Film making is collaborative story telling. That's part of the fun of it. Even when I start out with a completed screenplay, actors quickly get into their roles and tease out their character's nuances and motivations. They bring a fresh mind to the story, and they'll suggest things I hadn't even thought of. That kind of input just doesn't happen when writing alone, when writing fiction for the page. Part of my job as the movie's director is to facilitate this, and to keep it on track.

Imagine when you write a short story or book, that you could go to lunch with your characters and discuss their parts, their motivation, arc, etc., that they come to life and help you build the story. I'm not advocating working with a collaborator (I don't think I could write a short story or book with anyone else), but the change is refreshing. It's invigorating. It's why I've lately come back to making the occasional movie. Besides, it's fun to go outside, hang out with cool people, and tell a story in a completely different medium. Sitting alone at a desk day after day can, frankly, get tedious.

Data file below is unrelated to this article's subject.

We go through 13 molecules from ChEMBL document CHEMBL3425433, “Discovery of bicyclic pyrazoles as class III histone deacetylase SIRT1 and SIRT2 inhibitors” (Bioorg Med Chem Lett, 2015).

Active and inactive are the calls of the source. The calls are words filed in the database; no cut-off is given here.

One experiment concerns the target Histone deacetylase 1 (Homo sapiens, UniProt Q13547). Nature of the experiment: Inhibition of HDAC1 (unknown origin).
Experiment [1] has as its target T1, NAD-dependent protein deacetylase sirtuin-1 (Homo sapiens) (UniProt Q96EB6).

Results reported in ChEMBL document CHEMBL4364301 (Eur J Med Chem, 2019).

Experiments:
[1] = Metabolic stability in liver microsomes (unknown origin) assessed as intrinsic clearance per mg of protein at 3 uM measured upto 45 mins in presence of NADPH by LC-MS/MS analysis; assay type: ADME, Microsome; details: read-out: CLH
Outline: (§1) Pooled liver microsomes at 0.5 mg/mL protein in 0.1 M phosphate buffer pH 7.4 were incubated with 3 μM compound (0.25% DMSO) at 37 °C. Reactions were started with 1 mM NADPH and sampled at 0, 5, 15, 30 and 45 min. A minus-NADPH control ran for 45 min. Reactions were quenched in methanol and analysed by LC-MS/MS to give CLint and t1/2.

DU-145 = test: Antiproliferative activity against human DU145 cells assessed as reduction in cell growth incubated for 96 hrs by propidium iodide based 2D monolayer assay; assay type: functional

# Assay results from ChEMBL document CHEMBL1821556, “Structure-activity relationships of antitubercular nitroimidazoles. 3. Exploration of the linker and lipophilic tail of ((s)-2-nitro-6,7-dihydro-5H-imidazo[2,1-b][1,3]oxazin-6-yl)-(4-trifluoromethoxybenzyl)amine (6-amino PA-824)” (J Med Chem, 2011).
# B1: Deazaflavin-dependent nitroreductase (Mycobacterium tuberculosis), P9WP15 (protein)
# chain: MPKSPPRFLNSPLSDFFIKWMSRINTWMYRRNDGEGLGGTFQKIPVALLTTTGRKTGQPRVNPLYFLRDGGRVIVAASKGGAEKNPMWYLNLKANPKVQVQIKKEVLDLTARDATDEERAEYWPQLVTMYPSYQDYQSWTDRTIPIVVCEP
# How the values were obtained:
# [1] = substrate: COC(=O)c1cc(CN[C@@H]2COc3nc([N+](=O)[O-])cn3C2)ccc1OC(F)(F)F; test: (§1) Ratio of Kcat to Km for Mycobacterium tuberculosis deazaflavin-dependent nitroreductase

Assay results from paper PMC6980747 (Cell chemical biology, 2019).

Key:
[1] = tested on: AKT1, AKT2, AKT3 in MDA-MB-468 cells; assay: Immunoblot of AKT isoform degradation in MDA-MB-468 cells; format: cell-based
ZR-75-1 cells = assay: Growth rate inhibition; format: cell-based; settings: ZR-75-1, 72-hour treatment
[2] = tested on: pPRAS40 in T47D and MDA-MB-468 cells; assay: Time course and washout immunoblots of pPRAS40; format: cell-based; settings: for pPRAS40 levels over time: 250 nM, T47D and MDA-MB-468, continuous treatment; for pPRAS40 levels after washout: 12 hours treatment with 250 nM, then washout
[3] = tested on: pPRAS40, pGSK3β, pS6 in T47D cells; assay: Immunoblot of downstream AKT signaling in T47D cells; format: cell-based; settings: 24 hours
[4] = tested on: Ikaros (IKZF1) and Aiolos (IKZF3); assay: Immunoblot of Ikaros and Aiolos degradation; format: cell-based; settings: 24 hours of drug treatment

Rose (Kathleen Azevedo)
So, do I subscribe to the auteur theory of movie direction? No, I don't. And I get annoyed when I see "A Film by..." in the opening or closing credits.

The "auteur theory" arose in France in the mid 1950s. A group of movie critics, mostly connected to Cahiers du Cinéma, proposed that the director was the "author" of his/her movie -- that the director's personal style and artistic vision WAS the movie. The thinking went something like this: Picasso IS the voice of Les Demoiselles d'Avignon, Shakespeare IS the voice of Hamlet, Bach IS the voice of the Brandenburg Concertos... therefore, the director IS the voice of his/her motion picture. They didn't apply this theory to every director of the era, but certainly to the more notable ones like Alfred Hitchcock. Hitchcock was their poster boy.